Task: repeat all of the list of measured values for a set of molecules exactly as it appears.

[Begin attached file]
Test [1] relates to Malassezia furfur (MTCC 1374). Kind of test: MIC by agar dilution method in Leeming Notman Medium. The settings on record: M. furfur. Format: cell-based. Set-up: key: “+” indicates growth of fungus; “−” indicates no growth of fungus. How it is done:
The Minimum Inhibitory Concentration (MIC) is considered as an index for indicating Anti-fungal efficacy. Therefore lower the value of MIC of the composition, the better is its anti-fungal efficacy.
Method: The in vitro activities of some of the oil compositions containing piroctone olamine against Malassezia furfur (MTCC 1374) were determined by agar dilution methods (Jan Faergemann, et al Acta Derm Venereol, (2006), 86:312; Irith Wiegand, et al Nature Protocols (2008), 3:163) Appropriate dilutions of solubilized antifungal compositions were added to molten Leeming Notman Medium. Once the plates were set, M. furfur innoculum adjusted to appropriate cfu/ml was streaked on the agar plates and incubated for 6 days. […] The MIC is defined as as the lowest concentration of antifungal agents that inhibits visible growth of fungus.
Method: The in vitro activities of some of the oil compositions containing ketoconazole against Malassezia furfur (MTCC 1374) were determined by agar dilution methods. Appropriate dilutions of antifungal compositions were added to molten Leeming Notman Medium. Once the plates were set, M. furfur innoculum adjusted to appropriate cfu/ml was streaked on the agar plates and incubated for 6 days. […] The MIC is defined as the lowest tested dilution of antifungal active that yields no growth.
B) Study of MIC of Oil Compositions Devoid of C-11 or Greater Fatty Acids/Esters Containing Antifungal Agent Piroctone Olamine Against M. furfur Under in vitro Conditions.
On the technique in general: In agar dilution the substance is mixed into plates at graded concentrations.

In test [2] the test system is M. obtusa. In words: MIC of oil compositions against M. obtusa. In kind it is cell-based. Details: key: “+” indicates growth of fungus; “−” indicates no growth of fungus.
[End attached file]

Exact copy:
Test [1] relates to Malassezia furfur (MTCC 1374). Kind of test: MIC by agar dilution method in Leeming Notman Medium. The settings on record: M. furfur. Format: cell-based. Set-up: key: “+” indicates growth of fungus; “−” indicates no growth of fungus. How it is done:
The Minimum Inhibitory Concentration (MIC) is considered as an index for indicating Anti-fungal efficacy. Therefore lower the value of MIC of the composition, the better is its anti-fungal efficacy.
Method: The in vitro activities of some of the oil compositions containing piroctone olamine against Malassezia furfur (MTCC 1374) were determined by agar dilution methods (Jan Faergemann, et al Acta Derm Venereol, (2006), 86:312; Irith Wiegand, et al Nature Protocols (2008), 3:163) Appropriate dilutions of solubilized antifungal compositions were added to molten Leeming Notman Medium. Once the plates were set, M. furfur innoculum adjusted to appropriate cfu/ml was streaked on the agar plates and incubated for 6 days. […] The MIC is defined as as the lowest concentration of antifungal agents that inhibits visible growth of fungus.
Method: The in vitro activities of some of the oil compositions containing ketoconazole against Malassezia furfur (MTCC 1374) were determined by agar dilution methods. Appropriate dilutions of antifungal compositions were added to molten Leeming Notman Medium. Once the plates were set, M. furfur innoculum adjusted to appropriate cfu/ml was streaked on the agar plates and incubated for 6 days. […] The MIC is defined as the lowest tested dilution of antifungal active that yields no growth.
B) Study of MIC of Oil Compositions Devoid of C-11 or Greater Fatty Acids/Esters Containing Antifungal Agent Piroctone Olamine Against M. furfur Under in vitro Conditions.
On the technique in general: In agar dilution the substance is mixed into plates at graded concentrations.

In test [2] the test system is M. obtusa. In words: MIC of oil compositions against M. obtusa. In kind it is cell-based. Details: key: “+” indicates growth of fungus; “−” indicates no growth of fungus.